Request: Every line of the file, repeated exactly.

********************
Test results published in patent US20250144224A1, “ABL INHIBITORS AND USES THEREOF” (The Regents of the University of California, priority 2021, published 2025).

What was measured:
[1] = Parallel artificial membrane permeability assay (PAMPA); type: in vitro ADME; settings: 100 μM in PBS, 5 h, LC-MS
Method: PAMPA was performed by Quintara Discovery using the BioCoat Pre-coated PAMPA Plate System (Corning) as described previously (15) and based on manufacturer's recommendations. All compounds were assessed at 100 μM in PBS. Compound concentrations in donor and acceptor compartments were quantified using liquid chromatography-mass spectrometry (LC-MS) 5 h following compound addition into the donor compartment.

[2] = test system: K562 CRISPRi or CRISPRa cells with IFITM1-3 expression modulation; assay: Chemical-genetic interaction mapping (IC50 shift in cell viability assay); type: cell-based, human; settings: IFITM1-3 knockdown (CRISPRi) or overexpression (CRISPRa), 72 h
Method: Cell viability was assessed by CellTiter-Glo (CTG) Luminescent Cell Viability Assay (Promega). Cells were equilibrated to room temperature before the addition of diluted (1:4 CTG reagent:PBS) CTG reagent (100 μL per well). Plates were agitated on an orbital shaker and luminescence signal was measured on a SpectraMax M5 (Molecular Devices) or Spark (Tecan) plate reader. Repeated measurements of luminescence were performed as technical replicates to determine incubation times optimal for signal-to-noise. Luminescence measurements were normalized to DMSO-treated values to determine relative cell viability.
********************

Test results published in patent US20250144224A1, “ABL INHIBITORS AND USES THEREOF” (The Regents of the University of California, priority 2021, published 2025).

What was measured:
[1] = Parallel artificial membrane permeability assay (PAMPA); type: in vitro ADME; settings: 100 μM in PBS, 5 h, LC-MS
Method: PAMPA was performed by Quintara Discovery using the BioCoat Pre-coated PAMPA Plate System (Corning) as described previously (15) and based on manufacturer's recommendations. All compounds were assessed at 100 μM in PBS. Compound concentrations in donor and acceptor compartments were quantified using liquid chromatography-mass spectrometry (LC-MS) 5 h following compound addition into the donor compartment.

[2] = test system: K562 CRISPRi or CRISPRa cells with IFITM1-3 expression modulation; assay: Chemical-genetic interaction mapping (IC50 shift in cell viability assay); type: cell-based, human; settings: IFITM1-3 knockdown (CRISPRi) or overexpression (CRISPRa), 72 h
Method: Cell viability was assessed by CellTiter-Glo (CTG) Luminescent Cell Viability Assay (Promega). Cells were equilibrated to room temperature before the addition of diluted (1:4 CTG reagent:PBS) CTG reagent (100 μL per well). Plates were agitated on an orbital shaker and luminescence signal was measured on a SpectraMax M5 (Molecular Devices) or Spark (Tecan) plate reader. Repeated measurements of luminescence were performed as technical replicates to determine incubation times optimal for signal-to-noise. Luminescence measurements were normalized to DMSO-treated values to determine relative cell viability.